The founder of Cities & Shovels, Karen Latsbaugh, started out years ago as an assistant director of the Charleston Area Children’s Garden project. This involved repurposing vacant lots throughout the city of Charleston into community gardens focused on engaging kids throughout the neighborhoods to explore and learn about gardens, growing produce, and making good food choices. Eventually Karen became a classroom teacher with the hopes of eventually teaching in an outdoor environment. She recently made that happen by forming Cities & Shovels to provide outdoor classes at schools, community organizations and personal residences throughout the Lowcountry.
Through her programs and projects, she gets to witness the strong connections that her students and families make to the process of gardening, getting outdoors, and learning what nature provides.
We’re always happy to be supporting Louie’s Kids as they continue to help more families and kids connect with a healthier, active lifestyle. One of our favorite components of their various programs are the family workouts and how the workouts are are tied to reaching the goal of participating in local races. The Louie’s Kids Race Club is now gearing up for the race of all local races, the Cooper River Bridge Run on April 1st.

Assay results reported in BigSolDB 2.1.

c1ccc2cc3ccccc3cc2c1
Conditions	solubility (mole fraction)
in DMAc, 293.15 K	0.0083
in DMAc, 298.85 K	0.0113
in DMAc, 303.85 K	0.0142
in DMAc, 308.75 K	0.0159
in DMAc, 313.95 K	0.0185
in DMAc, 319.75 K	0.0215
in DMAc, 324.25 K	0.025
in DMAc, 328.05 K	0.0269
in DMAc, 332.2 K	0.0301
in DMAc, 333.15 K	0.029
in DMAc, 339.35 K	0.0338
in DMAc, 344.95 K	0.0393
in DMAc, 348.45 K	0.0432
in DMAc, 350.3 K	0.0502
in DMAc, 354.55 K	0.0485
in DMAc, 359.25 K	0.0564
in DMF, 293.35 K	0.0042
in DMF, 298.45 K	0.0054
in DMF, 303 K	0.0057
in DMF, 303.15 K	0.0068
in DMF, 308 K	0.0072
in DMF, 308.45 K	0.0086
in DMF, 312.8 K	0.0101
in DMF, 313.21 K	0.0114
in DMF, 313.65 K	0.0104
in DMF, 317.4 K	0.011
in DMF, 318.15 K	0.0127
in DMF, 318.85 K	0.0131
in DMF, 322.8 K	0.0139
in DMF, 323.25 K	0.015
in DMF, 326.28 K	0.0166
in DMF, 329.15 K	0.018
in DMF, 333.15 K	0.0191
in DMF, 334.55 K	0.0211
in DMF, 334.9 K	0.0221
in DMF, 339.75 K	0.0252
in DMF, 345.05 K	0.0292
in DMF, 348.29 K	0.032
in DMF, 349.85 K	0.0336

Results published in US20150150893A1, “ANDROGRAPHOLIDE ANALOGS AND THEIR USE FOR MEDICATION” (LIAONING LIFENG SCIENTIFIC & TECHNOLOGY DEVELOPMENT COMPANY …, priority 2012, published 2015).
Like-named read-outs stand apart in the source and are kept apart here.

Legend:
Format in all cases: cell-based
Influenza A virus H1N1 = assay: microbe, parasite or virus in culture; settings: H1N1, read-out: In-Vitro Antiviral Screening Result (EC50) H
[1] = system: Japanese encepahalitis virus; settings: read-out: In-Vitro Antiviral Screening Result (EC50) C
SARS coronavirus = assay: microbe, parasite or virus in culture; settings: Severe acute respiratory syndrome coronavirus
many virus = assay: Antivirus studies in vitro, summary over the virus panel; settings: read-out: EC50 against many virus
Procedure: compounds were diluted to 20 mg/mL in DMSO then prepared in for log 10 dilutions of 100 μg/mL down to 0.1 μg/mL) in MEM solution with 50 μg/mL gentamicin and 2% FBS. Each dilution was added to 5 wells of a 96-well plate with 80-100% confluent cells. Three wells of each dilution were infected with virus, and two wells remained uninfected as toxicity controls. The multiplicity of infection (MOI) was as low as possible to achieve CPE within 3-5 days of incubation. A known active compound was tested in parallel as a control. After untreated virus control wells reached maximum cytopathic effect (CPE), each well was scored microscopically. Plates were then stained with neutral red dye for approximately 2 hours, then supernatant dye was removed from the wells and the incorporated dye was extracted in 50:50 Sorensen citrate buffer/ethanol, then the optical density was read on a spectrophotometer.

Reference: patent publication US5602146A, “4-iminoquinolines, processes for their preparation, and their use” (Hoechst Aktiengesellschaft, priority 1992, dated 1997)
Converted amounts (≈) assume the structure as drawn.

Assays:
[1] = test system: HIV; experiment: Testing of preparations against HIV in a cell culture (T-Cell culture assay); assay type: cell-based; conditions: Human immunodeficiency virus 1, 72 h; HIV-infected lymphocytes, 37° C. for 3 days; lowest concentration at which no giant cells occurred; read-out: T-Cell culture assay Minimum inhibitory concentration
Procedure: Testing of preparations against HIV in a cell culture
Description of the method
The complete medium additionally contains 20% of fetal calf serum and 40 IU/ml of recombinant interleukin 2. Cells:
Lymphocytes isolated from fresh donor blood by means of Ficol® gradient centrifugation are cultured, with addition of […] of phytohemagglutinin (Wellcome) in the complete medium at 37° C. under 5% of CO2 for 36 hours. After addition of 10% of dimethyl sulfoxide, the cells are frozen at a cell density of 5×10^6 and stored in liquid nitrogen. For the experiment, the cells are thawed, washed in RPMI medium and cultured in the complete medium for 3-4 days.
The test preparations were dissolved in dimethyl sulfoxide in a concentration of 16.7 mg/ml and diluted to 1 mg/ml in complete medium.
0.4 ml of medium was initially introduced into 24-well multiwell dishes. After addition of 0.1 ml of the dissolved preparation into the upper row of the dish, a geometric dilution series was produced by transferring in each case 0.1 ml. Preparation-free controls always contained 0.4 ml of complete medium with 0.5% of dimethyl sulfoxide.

Families can participate in Louie’s Kids workouts on Monday and Wednesday evening, at Mount Pleasant Waterfront Park under the Ravenel Bridge.
Years ago, my wife got me hooked on the benefits of gardens when she would drag me out to vacant lots on Saturday mornings, all during her time working with the Charleston Area Children’s Garden Project. Initially, it was nice spending time with my wife and young daughter, but it really wasn’t a weekend jumpstarter I put on the calendar. It was up and out early to meet a few strangers trying to get something to grow on vacant land peppered with weeds and rocks.
Then, after a week or two, it became the highlight of kicking off my weekend. I got to meet and work alongside great people who cared deeply about their neighborhoods and community. Children jumped in so we can plant, water, till, weed and make these gardens a source of healthy produce and pride. Good recipes were shared, and though I still can’t make okra go down, meals sourced from these gardens remain some of the most memorable.
Then there is Ron Finley in “South Los Angeles”. Probably one of the best Ted Talks out there, especially on this subject. Like most work that transforms and makes a difference, it isn’t about meetings and strategic studies, but about people with a vision and a bit of an attitude out there doing something. It can be people who revitalize old buildings, start businesses, mentor kids, or just someone who picks up a shovel and starts to plant some shit.